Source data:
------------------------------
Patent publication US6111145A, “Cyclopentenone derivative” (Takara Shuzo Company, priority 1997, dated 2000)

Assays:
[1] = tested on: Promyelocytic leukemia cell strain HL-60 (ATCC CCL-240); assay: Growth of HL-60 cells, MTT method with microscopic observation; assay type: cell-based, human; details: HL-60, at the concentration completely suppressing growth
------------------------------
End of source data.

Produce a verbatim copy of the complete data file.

Patent publication US6111145A, “Cyclopentenone derivative” (Takara Shuzo Company, priority 1997, dated 2000)

Assays:
[1] = tested on: Promyelocytic leukemia cell strain HL-60 (ATCC CCL-240); assay: Growth of HL-60 cells, MTT method with microscopic observation; assay type: cell-based, human; details: HL-60, at the concentration completely suppressing growth